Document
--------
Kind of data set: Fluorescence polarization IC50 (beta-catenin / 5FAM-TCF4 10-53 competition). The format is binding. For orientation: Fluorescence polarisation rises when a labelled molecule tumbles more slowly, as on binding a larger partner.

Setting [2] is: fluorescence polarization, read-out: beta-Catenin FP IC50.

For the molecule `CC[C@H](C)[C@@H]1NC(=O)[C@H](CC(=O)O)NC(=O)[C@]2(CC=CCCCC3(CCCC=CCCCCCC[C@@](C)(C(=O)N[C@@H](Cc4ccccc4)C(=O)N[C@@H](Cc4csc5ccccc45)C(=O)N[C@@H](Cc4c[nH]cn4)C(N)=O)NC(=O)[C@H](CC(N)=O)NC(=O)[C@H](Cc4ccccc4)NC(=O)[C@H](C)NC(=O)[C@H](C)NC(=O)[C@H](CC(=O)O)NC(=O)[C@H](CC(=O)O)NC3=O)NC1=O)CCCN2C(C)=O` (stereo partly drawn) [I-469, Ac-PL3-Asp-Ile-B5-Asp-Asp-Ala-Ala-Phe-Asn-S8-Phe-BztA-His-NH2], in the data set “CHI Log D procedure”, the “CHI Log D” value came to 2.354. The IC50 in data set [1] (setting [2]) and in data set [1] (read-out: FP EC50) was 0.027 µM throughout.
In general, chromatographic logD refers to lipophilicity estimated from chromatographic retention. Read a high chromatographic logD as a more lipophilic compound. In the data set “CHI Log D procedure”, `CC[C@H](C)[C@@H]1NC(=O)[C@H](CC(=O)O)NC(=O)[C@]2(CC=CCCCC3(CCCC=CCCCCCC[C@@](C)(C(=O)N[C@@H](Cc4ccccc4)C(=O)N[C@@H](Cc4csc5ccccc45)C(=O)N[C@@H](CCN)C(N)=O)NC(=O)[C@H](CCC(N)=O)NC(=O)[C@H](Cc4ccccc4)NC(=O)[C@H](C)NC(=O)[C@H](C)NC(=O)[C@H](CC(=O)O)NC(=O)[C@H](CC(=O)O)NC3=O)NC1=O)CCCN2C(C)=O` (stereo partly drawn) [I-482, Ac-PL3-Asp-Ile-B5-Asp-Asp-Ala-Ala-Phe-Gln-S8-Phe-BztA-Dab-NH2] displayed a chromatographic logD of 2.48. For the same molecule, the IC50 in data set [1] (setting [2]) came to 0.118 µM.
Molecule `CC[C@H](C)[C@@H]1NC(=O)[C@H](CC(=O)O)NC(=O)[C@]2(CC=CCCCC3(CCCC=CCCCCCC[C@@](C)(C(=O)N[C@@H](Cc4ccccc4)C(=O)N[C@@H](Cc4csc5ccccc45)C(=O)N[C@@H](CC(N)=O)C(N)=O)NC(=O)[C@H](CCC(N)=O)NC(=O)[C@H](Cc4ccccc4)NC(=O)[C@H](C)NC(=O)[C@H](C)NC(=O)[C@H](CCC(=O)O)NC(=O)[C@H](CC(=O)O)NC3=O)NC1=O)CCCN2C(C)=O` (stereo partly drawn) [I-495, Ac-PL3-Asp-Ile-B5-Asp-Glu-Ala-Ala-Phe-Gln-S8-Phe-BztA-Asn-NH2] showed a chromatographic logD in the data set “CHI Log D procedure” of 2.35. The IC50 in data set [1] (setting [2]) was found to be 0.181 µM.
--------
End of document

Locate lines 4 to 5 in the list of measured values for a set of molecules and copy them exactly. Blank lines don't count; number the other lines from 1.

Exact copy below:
In general, chromatographic logD refers to lipophilicity estimated from chromatographic retention. Read a high chromatographic logD as a more lipophilic compound. In the data set “CHI Log D procedure”, `CC[C@H](C)[C@@H]1NC(=O)[C@H](CC(=O)O)NC(=O)[C@]2(CC=CCCCC3(CCCC=CCCCCCC[C@@](C)(C(=O)N[C@@H](Cc4ccccc4)C(=O)N[C@@H](Cc4csc5ccccc45)C(=O)N[C@@H](CCN)C(N)=O)NC(=O)[C@H](CCC(N)=O)NC(=O)[C@H](Cc4ccccc4)NC(=O)[C@H](C)NC(=O)[C@H](C)NC(=O)[C@H](CC(=O)O)NC(=O)[C@H](CC(=O)O)NC3=O)NC1=O)CCCN2C(C)=O` (stereo partly drawn) [I-482, Ac-PL3-Asp-Ile-B5-Asp-Asp-Ala-Ala-Phe-Gln-S8-Phe-BztA-Dab-NH2] displayed a chromatographic logD of 2.48. For the same molecule, the IC50 in data set [1] (setting [2]) came to 0.118 µM.
Molecule `CC[C@H](C)[C@@H]1NC(=O)[C@H](CC(=O)O)NC(=O)[C@]2(CC=CCCCC3(CCCC=CCCCCCC[C@@](C)(C(=O)N[C@@H](Cc4ccccc4)C(=O)N[C@@H](Cc4csc5ccccc45)C(=O)N[C@@H](CC(N)=O)C(N)=O)NC(=O)[C@H](CCC(N)=O)NC(=O)[C@H](Cc4ccccc4)NC(=O)[C@H](C)NC(=O)[C@H](C)NC(=O)[C@H](CCC(=O)O)NC(=O)[C@H](CC(=O)O)NC3=O)NC1=O)CCCN2C(C)=O` (stereo partly drawn) [I-495, Ac-PL3-Asp-Ile-B5-Asp-Glu-Ala-Ala-Phe-Gln-S8-Phe-BztA-Asn-NH2] showed a chromatographic logD in the data set “CHI Log D procedure” of 2.35. The IC50 in data set [1] (setting [2]) was found to be 0.181 µM.